Letter from Marion
Ours wasn’t a family that went to the theatre. The occasional Variety Show at the Palladium, or the treat of a Panto at the King’s, but you were a near neighbour (I grew up in the West Port, a few streets away from your home in Grindlay Street). We did go to the cinema, me and my brothers, to the Poole’s Synod Hall, which backed onto you, in Castle Terrace. My first memory of you was when my Mum worked as a barmaid in the Garrick Bar, as it was in the 1960s, when I was around 12 years old. I particularly remember her and my dad going to a production of Sean O’Casey’s ‘Juno and the Paycock’, with comp tickets given to her by one of the actors.
I had always enjoyed being in plays at Primary School, and my interest grew at Secondary School, when we started studying Shakespeare. I don’t remember many school trips to see live theatre, but I enjoyed reading plays and taking part in school productions. I left school when I was 16 and started work in an office. One of my colleagues belonged to an amateur drama group based in a church in Leith and sold me a ticket to see a production of Arthur Miller’s ‘All My Sons’. I joined the group - Kirkgate Church Dramatic Society (now Leitheatre) in January 1971 and that is when I became a regular theatre goer, and the Lyceum was, and still is, my favourite.
I have a spreadsheet of (most) of the theatre shows I have seen from 1973, not complete, but pretty accurate and you are my most visited theatre, 315 times. (The next nearest is the Traverse, at a mere 162 visits).
When I first started visiting you regularly, a lot of the productions were in the Lyceum Little Theatre and it was where I first saw Gregor Fisher, playing an old man in Entertaining Mr Sloan. Other memorable productions I saw there were A Midsummer Night’s Dream with David Rintoul, and, in 1980, a production of Bent, by Martin Sherman. Bent stays in my memorybecause I went to see it with my friend Irene. Irene was, and still is, a member of another local amateur theatre group, Edinburgh People's Theatre. On the night we went to the Lyceum Little Theatre to see the play, the performance was cancelled, I think due to cast illness. A few of the audience and cast retired to the main theatre bar. Irene and I spotted one of the cast, Alan Rothwell, being talked at by someone we knew as being a bit of a bore, so, after having a few wines, we decided to rescue him. We managed to start a conversation with Alan, and he was absolutely charming. We knew him mainly as playing Ken Barlow's brother David in Coronation Street. At that time, Irene was a teacher of hearing impaired children at St Giles school in Edinburgh, and during our conversation with him that night, he agreed to come and talk to her children, at the school, about his career, and the life of an actor. (Many years later, at the Lyceum's 50th Anniversary party, I saw Alan in the foyer, and reminded him of that production. He was his usual charming self, and told me that he had come that night to celebrate the occasion, because he had such fond memories of his time here, and the wonderful, warm welcome that the theatre, and Edinburgh, had extended to the company.)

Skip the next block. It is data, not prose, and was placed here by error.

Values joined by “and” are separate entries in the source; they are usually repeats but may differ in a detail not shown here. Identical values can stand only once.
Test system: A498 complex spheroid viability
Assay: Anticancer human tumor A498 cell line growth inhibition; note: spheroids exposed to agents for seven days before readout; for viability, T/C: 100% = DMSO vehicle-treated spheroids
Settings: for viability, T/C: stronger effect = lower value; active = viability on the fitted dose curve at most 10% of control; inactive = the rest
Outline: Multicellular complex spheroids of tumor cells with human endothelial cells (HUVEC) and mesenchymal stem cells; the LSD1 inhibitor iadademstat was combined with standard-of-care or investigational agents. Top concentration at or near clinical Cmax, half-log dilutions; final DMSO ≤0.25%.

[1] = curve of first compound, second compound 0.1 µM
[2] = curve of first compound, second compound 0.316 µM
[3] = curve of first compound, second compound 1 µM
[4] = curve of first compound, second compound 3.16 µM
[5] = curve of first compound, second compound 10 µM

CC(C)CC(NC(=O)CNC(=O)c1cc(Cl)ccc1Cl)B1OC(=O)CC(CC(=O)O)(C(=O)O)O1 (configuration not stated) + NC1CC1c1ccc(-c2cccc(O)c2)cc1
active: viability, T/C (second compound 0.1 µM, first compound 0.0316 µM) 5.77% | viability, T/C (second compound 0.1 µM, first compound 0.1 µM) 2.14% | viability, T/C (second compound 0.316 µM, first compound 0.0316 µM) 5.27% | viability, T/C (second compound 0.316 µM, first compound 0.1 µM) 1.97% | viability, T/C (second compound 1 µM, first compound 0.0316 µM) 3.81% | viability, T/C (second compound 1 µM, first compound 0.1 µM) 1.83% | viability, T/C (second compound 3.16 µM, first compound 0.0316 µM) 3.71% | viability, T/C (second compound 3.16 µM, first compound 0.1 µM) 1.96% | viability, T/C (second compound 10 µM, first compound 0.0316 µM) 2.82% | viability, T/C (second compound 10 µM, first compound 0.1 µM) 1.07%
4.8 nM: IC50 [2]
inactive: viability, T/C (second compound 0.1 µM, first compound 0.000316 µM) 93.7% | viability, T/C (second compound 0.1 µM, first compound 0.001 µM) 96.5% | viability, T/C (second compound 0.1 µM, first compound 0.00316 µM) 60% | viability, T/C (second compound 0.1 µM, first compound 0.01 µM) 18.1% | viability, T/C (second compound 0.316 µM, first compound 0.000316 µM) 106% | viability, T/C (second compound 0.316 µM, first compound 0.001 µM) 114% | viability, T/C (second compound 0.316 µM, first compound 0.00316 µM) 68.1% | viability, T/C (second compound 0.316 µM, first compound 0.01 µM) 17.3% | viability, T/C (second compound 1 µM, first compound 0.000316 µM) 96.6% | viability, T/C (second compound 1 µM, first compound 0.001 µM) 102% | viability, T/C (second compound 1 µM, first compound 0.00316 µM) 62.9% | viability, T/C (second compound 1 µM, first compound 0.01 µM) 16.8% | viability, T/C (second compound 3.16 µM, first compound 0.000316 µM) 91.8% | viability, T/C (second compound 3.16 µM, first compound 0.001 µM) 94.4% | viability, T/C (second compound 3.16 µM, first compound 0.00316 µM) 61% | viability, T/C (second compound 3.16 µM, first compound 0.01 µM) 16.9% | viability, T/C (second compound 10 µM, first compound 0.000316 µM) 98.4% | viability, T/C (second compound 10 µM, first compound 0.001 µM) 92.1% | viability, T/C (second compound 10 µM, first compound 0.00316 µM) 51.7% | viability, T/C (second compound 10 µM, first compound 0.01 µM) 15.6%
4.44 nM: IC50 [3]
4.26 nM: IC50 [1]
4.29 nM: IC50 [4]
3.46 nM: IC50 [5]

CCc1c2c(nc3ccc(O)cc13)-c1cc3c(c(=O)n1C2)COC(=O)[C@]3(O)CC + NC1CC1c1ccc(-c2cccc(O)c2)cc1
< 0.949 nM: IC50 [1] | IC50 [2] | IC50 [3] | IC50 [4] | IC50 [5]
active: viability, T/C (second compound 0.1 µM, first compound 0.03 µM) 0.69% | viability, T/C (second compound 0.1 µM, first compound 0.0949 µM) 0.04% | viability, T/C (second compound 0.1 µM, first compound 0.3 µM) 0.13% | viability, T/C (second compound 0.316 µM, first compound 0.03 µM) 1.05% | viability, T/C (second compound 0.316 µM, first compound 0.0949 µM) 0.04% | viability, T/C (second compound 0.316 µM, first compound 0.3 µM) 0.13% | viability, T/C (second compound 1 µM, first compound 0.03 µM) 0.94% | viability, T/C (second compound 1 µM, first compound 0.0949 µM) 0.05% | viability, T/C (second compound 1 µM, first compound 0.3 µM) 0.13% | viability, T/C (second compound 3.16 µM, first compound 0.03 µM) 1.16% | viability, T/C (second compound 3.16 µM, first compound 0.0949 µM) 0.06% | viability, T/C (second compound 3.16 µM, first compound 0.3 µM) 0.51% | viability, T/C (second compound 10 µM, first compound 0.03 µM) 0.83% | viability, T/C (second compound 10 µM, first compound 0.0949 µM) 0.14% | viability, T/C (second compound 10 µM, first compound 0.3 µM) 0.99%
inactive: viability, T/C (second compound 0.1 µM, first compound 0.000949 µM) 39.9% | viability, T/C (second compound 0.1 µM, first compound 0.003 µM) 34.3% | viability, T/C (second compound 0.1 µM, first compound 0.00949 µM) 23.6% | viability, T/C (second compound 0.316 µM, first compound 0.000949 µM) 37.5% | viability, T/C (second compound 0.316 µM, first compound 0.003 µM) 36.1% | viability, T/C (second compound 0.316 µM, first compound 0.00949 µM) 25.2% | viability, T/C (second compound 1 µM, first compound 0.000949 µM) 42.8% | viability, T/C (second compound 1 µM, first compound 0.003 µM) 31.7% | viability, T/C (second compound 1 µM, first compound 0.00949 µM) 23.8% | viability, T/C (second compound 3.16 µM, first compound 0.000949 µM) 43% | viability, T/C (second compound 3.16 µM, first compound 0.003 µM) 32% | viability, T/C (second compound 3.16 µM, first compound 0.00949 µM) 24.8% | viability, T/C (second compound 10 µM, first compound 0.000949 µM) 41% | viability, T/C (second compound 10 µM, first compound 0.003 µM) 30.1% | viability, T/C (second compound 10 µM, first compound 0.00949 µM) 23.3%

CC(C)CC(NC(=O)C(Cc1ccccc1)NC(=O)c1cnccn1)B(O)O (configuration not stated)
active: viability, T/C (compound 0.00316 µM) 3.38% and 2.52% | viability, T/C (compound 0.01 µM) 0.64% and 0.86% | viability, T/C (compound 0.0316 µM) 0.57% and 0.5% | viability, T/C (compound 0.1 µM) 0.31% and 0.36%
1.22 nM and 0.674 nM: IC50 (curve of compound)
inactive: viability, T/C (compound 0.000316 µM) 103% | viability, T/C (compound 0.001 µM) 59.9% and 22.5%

That was in the early 80s when, I think, the Season Ticket was introduced, and I went regularly to see all the productions. During the 1985 season, my friend Kathryn was working as ASM for the company, and we would meet her after shows to hear all the backstage gossip.
In the late 80s and early 90s I had to curtail my theatre going a bit to look after my children, but soon got back, and carried on visiting you, my favourite theatre, and introducing the children to the wonders of live theatre by taking them to the brilliant Christmas shows you put on.
My daughter joined a drama class when she was eight, and it was from then on that she decided she wanted a career in theatre. Once again, the Lyceum became even more a part of our life when she became a member of LYT when she was eleven. For the next eight years, as well as attending shows in the main house, we saw many ‘sharings’, and full productions on the main stage, the highlights being when she as one of the creatures in the 2008/09 Christmas show ‘The Lion, The Witch and the wardrobe and playing Lucy in ‘‘Success’ in 2009 as part of the NT Connections Festival. Kim went to RSAMD (now Royal Conservatoire of Scotland) to study on the Contemporary Performance Practice course, and when she graduated in 2013, her first job was as an intern at the Lyceum, working with the Youth Theatre. (Another link to the you and other parts of our lives, we saw the production on The Prime of Miss Jean Brodie in February 2003, when the whole audience was made up of staff, pupils and parents from James Gillespie’s High School, which was celebrating its 200th anniversary.)
Two years ago, I joined the Creative 60 group, and, even now, we meet through video link so we can continue to be creative in these strange times. So, from attending as an audience member, being a season ticket holder since the start, a parent of a LYT member, and now creating performances with my class, you have always been a part my life. I found out today that you will not be opening again until Spring of 2021, and am really sad that it will be so long before I can sit again, in the Stalls, seat J15, waiting in anticipation for the house lights to go down, and the curtain comes up on another wonderful play. However, like all my absent friends, you will be forever in my thoughts, and when we do meet again, I am sure our friendship will continue. Thank you for all the memories, for being such a big part of my life, and for giving me so much joy over the years. Until we meet again, take care.
Tags: From Audience